Rumpus: I heard from a friend about a recent workshop where people had made these suggestions about the speaker of the poem. My friend said, “And that took weeks to figure out in therapy! And I have a really great therapist!” The work that poetry can do revealing things about the speaker, which might, in turn, reveal things about the poet.
Duplan: And then integrating suggestions about that speaker, or looking at where those suggestions are having you look in yourself. There’s no way to integrate that suggestion without having an extreme moment with yourself. Having to look inside and try to find where that writing is coming from.
Rumpus: I love “extreme moment with yourself.” It’s very intimate.
Duplan: Man, I feel like all my moments with myself are so extreme.
Rumpus: I’m looking at the chapbook now, and in particular the first part. Something I was thinking about as I was reading it is that this really amazing thing happens when you’re reading white text on a black page. It made me think more about and reaffirm some of the things the speaker says. For example, “In the same way that it doesn’t work to try to reject what white culture says about my blackness by policing myself such that I don’t confirm any of its negative stereotypes about said blackness, I’m not sure that becoming the physical embodiment of my opposition to the way that women are read and treated in this society would get me to where I want to go.” The formatting makes apparent the whiteness of poetry, the whiteness of the conventional page, by having a black page where the white text is happening. That inversion speaks to this conversation about oppositional placing that’s happening in the essay.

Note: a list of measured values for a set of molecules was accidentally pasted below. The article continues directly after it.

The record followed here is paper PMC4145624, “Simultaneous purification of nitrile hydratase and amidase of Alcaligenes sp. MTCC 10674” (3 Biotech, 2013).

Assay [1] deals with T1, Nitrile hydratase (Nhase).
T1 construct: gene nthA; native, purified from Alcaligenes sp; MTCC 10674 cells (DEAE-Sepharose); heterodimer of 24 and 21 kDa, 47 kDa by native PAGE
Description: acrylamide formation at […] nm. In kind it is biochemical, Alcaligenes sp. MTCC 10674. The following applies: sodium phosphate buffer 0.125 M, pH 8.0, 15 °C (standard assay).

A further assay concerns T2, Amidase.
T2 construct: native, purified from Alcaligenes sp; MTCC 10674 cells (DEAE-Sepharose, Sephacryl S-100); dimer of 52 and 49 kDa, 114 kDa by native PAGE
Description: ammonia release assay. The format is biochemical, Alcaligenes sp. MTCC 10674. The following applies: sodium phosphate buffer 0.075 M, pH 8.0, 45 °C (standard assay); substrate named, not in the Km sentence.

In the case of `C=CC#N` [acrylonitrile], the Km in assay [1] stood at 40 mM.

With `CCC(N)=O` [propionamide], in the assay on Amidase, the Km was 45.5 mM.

Duplan: I was thinking about how to create the feeling of a myopic focus. How do I narrow the space? In my mind I think about shining a spotlight. And then when it switches back to black ink on the white page that, for me, is an opening up of the field. It’s a lot bigger. With my publisher we were messing around for the longest time about where the poems would sit on the page and luckily they were very patient with me. I was like, “What if we try it on the left, but a little below center? What if it’s really tiny and this one is really huge?” I think about where the point of focus is. The part you read from the essay, but also the whole thing, has to do with being seen. And the ways in which I feel seen or unseen. And whether I have agency over being seen and whether I have agency over the spotlight or someone puts it on me. I think that my thought with the white on black is that it would be a moment of me saying, “Hey, this is the focus point.”
Rumpus: Do you think poetry, your poetry, puts the spotlight on you in the same way?